Reagan Foundation to Extend Auschwitz Exhibit Hours Due to Record-Breaking Sales

Extended hours and scaled back visitor flow will provide optimal viewing experience for attendees

Simi Valley, CA – The Ronald Reagan Presidential Foundation and Institute will extend its weekend hours due to an overwhelming public response to the Reagan Library’s current exhibit, Auschwitz. Not long ago. Not far away. The exhibit has sold a record-breaking 67,000 tickets in its first weeks, more than any other exhibit in the Library’s history. By extending weekend hours and reducing the flow of patrons allowed in at a time, the Reagan Library aims to provide the most immersive viewing experience for everyone.

“We anticipated visitors would connect deeply with this powerful exhibit, however the response has been overwhelming,” said David Trulio, President and CEO of the Ronald Reagan Presidential Foundation and Institute. “It is important that our guests be able to take their time to grapple with the shocking history of Auschwitz, which is why we are taking steps to ensure every visitor has an optimal viewing experience.”

To date, the Reagan Library has sold tickets to patrons from all 50 states and from overseas to view the hundreds of artifacts and photographs, and abundant information, on display in Auschwitz. Not long ago. Not far away. More than 170 public, private and home schools have registered, representing nearly 10,000 students. Among those, 26 needs-based schools and youth organizations supporting nearly 4,000 students have been awarded financial grants to cover travel and food expenses to visit the exhibition. In addition, 32 religious organizations have registered for tickets, amounting to 1,300 additional attendees.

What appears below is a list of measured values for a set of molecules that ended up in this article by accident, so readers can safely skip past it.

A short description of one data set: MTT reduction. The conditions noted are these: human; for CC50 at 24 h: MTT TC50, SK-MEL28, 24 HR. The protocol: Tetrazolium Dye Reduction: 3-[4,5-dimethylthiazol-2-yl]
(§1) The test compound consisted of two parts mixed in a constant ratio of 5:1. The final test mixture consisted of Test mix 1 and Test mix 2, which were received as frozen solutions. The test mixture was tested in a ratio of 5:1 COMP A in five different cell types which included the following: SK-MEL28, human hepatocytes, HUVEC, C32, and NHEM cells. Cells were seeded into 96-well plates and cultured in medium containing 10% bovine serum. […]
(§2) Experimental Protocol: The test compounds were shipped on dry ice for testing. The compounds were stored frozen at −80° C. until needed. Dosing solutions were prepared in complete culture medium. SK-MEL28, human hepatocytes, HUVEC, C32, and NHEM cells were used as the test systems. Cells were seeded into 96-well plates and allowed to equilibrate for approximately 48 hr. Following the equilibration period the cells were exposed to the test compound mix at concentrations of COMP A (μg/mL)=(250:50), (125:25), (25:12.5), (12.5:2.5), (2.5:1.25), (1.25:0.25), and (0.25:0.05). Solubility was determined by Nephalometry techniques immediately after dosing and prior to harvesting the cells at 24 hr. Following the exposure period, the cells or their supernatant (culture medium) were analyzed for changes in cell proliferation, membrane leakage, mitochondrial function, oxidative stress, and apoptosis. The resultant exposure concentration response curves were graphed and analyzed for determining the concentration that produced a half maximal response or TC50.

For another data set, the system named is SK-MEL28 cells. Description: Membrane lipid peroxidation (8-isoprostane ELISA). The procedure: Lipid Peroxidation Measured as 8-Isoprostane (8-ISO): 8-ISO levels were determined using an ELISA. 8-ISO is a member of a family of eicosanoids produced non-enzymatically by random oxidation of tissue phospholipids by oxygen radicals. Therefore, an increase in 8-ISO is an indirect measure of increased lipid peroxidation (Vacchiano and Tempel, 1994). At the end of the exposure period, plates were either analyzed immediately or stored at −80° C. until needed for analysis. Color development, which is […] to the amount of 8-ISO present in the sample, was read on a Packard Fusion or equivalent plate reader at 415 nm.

Created by Spanish company Musealia together with the Auschwitz-Birkenau State Museum in Poland, and now being toured through North America by World Heritage Exhibitions, the exhibit displays the largest and most comprehensive collection of artifacts linked to the history of this German Nazi concentration and extermination camp. Among the collection of more than 700 original artifacts are personal items that belonged to Auschwitz victims, including eyeglasses, suitcases, and shoes, as well as a gas mask used by the SS and an original Model 2 freight train car used to deport Jews to ghettos and extermination camps in Poland during the war.

“In 1988, President Ronald Reagan spoke at the future site of the Holocaust Museum in Washington, DC,” said Trulio.  “While there, he spoke of the importance of keeping fresh the memory of the 6 million murdered Jews, and he said of the Holocaust, ‘we must comprehend it. We have no choice; the future of mankind depends upon it.’”  “Following his call,” continued Trulio, we must keep learning from history to ensure that a horror such as the Holocaust never comes again.”

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